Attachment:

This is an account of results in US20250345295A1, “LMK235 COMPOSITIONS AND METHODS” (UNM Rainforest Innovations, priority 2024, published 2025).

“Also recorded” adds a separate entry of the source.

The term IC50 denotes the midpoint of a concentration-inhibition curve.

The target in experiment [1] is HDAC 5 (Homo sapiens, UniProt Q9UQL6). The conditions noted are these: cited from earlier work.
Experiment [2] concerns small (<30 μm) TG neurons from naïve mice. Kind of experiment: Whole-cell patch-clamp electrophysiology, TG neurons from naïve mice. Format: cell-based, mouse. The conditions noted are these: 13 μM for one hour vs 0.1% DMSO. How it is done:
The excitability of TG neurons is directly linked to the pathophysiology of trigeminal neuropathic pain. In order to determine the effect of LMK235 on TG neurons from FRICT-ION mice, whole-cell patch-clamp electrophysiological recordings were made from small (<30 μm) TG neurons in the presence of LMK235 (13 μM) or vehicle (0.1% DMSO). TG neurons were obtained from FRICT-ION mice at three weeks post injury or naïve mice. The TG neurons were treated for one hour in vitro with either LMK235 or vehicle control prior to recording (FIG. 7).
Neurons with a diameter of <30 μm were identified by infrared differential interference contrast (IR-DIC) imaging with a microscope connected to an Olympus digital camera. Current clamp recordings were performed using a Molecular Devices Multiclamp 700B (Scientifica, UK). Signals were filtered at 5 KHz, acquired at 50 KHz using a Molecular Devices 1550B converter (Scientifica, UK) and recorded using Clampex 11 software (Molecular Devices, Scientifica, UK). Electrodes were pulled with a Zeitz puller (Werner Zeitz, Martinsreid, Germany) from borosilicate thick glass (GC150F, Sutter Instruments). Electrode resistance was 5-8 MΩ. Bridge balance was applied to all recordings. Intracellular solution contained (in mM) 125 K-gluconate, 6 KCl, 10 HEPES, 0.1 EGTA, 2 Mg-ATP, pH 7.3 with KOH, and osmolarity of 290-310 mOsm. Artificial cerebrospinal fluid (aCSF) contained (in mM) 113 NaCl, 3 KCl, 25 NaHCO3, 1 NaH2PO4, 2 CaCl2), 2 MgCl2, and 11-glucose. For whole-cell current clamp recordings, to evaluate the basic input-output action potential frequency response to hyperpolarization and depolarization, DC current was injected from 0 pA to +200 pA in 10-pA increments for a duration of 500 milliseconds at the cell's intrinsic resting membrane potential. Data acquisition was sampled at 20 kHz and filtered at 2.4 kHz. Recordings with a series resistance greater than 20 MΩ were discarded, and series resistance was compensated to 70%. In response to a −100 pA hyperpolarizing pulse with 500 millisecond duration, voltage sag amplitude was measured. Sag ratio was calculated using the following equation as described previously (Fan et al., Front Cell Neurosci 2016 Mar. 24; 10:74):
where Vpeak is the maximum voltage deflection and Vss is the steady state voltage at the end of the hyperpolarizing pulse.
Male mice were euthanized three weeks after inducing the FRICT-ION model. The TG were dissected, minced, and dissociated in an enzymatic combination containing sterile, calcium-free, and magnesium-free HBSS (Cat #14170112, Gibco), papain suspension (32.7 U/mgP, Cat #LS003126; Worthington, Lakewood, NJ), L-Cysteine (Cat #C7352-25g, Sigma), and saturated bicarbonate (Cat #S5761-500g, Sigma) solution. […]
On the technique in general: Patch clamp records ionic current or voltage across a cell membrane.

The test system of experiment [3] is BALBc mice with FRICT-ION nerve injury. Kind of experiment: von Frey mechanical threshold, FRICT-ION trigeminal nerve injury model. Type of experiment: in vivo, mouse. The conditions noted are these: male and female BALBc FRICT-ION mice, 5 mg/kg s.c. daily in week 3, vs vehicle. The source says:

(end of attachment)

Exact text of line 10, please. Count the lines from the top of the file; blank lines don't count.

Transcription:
On the technique in general: Patch clamp records ionic current or voltage across a cell membrane.